Protesters have toppled a Confederate statue in the US state of North Carolina during a rally decrying the monument as a symbol of racist heritage.
The statue, known as “Silent Sam”, was brought down Monday night on the University of North Carolina – Chapel Hill (UNC-Chapel Hill) campus, as protesters rallied against the monument, which has been at the centre of controversy for years.
The bronze figure of a southern soldier atop a tall stone pedestal, erected by the United Daughters of the Confederacy in 1913, had been vandalised in recent months and was under constant police surveillance, costing the unversity hundreds of thousands of dollars.
Protesters on Monday night appeared to outwit officers by splitting into two groups. Most marched away from the statue while a smaller group surrounded it with banners on bamboo poles, concealing efforts to tie ropes around it. Then the groups converged and pulled it down, according to videos shared online.
Demonstrators kicked the toppled statue, chanting “Whose campus? Our campus!”. Others who were present during the protest tweeted images of the toppled monument.
Sam Siddiqui, a PhD student at UNC-Chapel Hill, tweeted “euphoric scenes here at Silent Sam. Hugs and kisses”.
Silent Sam is down pic.twitter.com/mUqf7NkS0A
— Samee Siddiqui (@ssiddiqui83) August 21, 2018
Others shared photos of the toppled statue, saying “Sam is silenced” and “Silent Sam taking a dirt nap”.
— Tim (@tko8686) August 21, 2018
Carol Folt, the chancellor of UNC-Chapel Hill, called the action “unlawful and dangerous”.
“The police are investigating the vandalism and assessing the full extent of the damage,” she said in a statement on Twitter.
“The monument has been divisive for years, and its presence has been a source of frustration for many people not only on our campus but throughout the community,” she added.
Many students, faculty and alumni had called the statue a racist image and asked officials to take it down. Others argued that it should remain as a tribute to fallen ancestors.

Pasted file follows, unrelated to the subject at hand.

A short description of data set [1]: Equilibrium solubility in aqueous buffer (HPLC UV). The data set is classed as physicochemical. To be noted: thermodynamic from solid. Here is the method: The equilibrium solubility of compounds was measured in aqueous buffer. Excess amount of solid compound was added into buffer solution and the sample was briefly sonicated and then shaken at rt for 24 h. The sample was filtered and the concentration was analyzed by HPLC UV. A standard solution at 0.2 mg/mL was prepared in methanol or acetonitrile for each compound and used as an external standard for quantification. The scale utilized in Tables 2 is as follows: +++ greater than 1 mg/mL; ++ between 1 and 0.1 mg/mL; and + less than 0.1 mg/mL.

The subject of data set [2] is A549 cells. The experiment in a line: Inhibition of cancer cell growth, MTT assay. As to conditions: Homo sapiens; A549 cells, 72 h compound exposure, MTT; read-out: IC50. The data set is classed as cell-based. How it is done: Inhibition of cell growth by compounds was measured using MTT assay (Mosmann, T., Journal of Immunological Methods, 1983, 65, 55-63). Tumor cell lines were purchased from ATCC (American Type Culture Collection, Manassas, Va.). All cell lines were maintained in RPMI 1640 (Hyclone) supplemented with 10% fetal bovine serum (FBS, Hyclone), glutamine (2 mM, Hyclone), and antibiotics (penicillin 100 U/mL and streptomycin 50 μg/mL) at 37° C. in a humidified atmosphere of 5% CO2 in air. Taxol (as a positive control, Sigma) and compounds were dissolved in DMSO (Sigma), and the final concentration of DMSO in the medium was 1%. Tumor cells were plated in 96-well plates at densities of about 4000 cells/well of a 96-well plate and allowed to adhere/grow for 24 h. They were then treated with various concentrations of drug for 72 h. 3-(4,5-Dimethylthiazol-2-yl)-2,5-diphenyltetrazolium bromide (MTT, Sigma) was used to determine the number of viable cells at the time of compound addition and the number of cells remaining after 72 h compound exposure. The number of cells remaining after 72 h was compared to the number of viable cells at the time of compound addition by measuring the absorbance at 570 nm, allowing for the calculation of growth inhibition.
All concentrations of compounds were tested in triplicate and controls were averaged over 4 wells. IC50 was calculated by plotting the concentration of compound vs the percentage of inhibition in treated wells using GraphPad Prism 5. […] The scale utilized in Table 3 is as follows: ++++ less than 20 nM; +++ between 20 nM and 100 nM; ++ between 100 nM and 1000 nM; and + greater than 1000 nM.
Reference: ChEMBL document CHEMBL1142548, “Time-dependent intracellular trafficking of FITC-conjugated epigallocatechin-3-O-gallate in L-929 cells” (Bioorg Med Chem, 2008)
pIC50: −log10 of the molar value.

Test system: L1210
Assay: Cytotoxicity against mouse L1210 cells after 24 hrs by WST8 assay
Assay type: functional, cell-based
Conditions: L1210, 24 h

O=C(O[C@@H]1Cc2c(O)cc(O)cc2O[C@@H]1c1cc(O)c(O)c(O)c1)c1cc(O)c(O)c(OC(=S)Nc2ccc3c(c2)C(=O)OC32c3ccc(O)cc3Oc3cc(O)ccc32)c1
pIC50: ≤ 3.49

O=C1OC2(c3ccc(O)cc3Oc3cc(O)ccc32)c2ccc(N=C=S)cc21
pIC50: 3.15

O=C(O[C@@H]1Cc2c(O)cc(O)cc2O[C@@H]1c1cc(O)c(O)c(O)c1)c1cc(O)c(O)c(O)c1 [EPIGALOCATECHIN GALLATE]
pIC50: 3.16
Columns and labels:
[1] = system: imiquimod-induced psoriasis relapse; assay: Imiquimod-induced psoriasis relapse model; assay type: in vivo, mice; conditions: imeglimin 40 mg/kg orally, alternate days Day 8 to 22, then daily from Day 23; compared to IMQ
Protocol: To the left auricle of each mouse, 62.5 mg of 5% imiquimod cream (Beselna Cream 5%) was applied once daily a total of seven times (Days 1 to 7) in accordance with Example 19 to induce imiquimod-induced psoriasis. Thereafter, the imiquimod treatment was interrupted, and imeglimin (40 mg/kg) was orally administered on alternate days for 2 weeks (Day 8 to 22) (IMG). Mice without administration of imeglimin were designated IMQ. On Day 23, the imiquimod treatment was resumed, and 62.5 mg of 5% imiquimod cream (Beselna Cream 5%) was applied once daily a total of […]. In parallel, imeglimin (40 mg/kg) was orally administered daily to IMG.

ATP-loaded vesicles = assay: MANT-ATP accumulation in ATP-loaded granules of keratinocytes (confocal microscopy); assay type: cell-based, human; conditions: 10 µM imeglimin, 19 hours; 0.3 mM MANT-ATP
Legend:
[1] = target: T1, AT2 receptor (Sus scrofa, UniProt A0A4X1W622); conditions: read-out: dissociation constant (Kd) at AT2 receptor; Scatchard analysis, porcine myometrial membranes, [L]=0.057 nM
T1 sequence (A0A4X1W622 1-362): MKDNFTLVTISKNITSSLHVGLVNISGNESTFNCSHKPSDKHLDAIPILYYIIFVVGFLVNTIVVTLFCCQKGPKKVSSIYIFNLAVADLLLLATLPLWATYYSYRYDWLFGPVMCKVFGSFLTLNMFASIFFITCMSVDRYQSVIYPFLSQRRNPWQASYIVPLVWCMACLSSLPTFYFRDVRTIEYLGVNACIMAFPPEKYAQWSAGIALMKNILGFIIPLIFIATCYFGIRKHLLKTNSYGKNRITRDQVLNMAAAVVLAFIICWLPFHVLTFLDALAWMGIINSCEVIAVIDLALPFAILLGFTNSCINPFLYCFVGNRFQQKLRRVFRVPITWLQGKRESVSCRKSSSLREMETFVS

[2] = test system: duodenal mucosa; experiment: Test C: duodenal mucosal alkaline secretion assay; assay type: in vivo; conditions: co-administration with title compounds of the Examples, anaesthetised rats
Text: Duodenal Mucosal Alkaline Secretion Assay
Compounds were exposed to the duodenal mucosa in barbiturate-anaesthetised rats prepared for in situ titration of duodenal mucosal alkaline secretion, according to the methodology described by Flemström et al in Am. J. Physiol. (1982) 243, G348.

Protesters responded to the assertion that the statue wasn’t a symbol of white power by reading from its 1913 dedication speech by tobacco magnate Julian Carr, which praised Confederate veterans for terrorising former slaves and making sure “the purest strain of the Anglo Saxon is to be found in the 13 Southern States”.
University of North Carolina leaders, including Folt, had previously said state law prevented the school from removing it.
While North Carolina Governor Roy Cooper had called for the removal of Silent Sam and similar symbols on public land, his office said on Twitter Monday night that the protesters had taken the wrong approach.
“The Governor understands that many people are frustrated by the pace of change and he shares their frustration, but violent destruction of public property has no place in our communities,” said a tweet from Cooper’s official account.
A state historic panel is set to meet this week to debate Cooper’s request to remove other Confederate monuments on the state Capitol.
North Carolina ranks among the handful of Southern states with the most Confederate monuments and has been a focal point in the national debate over them following a deadly white supremacist protest a year ago in Charlottesville, Virginia.
At that protest, white supremacists and other members of the far right rallied against the city’s decision to remove a statue of Confederate leader Robert E Lee. As the rally and counterprotest were ending, James Alex Fields allegedly drove his car into a crowd of anti-racist protesters, killing 32-year-old Heather Heyer and injuring dozens of others.
Protests over the UNC statue have flared in the past year, and another Confederate monument in nearby Durham was torn down shortly after the Virginia protest.
The debate over Confederate symbols has been ongoing for years, but it came to the forefront in 2015 after Dylann Roof, who posed in a picture with a Confederate flag, entered a church in Charleston, South Carolina and shot dead nine black worshipers.
In the weeks and months following the shooting, protests took places in cities across the country, calling for the removal of the symbols.
According to the Alabama-based Southern Poverty Law Center (SPLC), at least 110 Confederate symbols have been removed since 2015. But the watchdog found that more than 1,720 Confederate monuments, place names and other symbols remained nationwide.